This room brings together artists whose work critically engages with and expands the field of contemporary painting. Included in the display are works by Michael Armitage, Chris Ofili, Carol Rhodes, Thomas Scheibitz and Raqib Shaw.
Despite their distinctively individual styles and often semi-autobiographical references, these artists all display a mutual contemporary sensibility towards global concerns such as race, identity, multiculturalism and post-colonial politics. Often referencing painters of the past, they share an interest in the process of painting itself while simultaneously challenging prevailing artistic orthodoxies, traditional techniques and use of materials.
Chris Ofili (b.1968) is a Nigerian British painter based in Trinidad whose paintings are renowned for their intricate layering and inventive use of media, such as elephant dung, resin, glitter and magazine cut-outs. His work examines both the contemporary and historical black experience.
Michael Armitage (b.1984) is a Kenyan born artist, currently living and working between London and Nairobi. Instead of a conventional surface, Armitage paints on Lubugo, a traditional bark cloth from Uganda that is more commonly used to make sacred or ceremonial fabrics. His paintings intertwine Western and East African narratives mixing local mythologies and personal memories with socio-political commentary.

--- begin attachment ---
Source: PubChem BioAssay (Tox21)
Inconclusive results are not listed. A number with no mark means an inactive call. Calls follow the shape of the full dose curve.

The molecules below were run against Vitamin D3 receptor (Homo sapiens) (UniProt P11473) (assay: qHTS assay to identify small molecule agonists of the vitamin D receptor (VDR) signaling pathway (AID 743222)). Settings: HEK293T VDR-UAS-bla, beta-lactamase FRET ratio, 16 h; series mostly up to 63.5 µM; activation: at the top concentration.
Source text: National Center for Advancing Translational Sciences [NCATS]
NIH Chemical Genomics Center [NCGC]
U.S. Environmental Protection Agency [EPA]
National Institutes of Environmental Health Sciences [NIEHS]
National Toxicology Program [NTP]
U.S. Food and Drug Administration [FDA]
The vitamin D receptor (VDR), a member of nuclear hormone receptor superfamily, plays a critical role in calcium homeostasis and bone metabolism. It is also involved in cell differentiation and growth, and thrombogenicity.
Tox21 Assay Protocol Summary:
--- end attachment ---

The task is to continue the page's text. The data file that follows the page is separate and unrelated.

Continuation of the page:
Born in Calcutta, India, the London-based Raqib Shaw (b. 1974) uses enamel paints to create intricate, jewel-like paintings that are often inspired by European Old Masters. Many of his opulent scenes are set against Kashmiri landscapes, where the artist spent his formative years. His complex scenes combine eastern and western traditions, fantasy and reality and autobiographical details.
Carol Rhodes (1959-2018) was born in Edinburgh but grew up in Bengal before returning to the United Kingdom at the age of fourteen. Her paintings often depict semi-fictional views of commonly disregarded locations viewed from an aerial perspective, which makes them look almost abstract.
The paintings of the German artist Thomas Scheibitz (b.1968) skirt the boundary between figuration and abstraction. His works are based on a vast archive of imagery sourced from both personal experience and memory, alongside a variety of media, including magazines, films and newspapers.
The Changing Places toilet is located in the rear car park of Modern One with accessible parking spaces located nearby. The unit is open 9am-5pm, every day, a key is not required.
The Scottish National Gallery of Modern Art is located 15 minutes’ walk from Princes Street. It includes two buildings, Modern One and Modern Two, set in a beautiful sculpture park.
In addition to the transport options below there are bike racks at each site and Just Eat Cycle Hire stations nearby.
Friends of the Galleries get free unlimited entry to all exhibitions, and enjoy a wide range of exclusive benefits including early exhibition access, special events and 10% discount in our cafes.
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